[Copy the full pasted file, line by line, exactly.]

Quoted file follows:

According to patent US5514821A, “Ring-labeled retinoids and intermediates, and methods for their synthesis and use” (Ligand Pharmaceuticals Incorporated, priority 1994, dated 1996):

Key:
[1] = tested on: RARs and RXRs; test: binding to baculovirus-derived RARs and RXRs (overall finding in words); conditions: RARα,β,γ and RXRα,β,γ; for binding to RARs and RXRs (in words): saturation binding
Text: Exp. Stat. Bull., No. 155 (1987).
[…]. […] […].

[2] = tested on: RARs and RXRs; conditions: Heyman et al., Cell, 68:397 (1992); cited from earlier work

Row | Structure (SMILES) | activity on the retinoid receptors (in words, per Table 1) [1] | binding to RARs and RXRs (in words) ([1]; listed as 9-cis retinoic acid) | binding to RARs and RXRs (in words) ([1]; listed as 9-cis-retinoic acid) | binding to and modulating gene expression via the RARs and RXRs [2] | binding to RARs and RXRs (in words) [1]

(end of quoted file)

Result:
According to patent US5514821A, “Ring-labeled retinoids and intermediates, and methods for their synthesis and use” (Ligand Pharmaceuticals Incorporated, priority 1994, dated 1996):

Key:
[1] = tested on: RARs and RXRs; test: binding to baculovirus-derived RARs and RXRs (overall finding in words); conditions: RARα,β,γ and RXRα,β,γ; for binding to RARs and RXRs (in words): saturation binding
Text: Exp. Stat. Bull., No. 155 (1987).
[…]. […] […].

[2] = tested on: RARs and RXRs; conditions: Heyman et al., Cell, 68:397 (1992); cited from earlier work

Row | Structure (SMILES) | activity on the retinoid receptors (in words, per Table 1) [1] | binding to RARs and RXRs (in words) ([1]; listed as 9-cis retinoic acid) | binding to RARs and RXRs (in words) ([1]; listed as 9-cis-retinoic acid) | binding to and modulating gene expression via the RARs and RXRs [2] | binding to RARs and RXRs (in words) [1]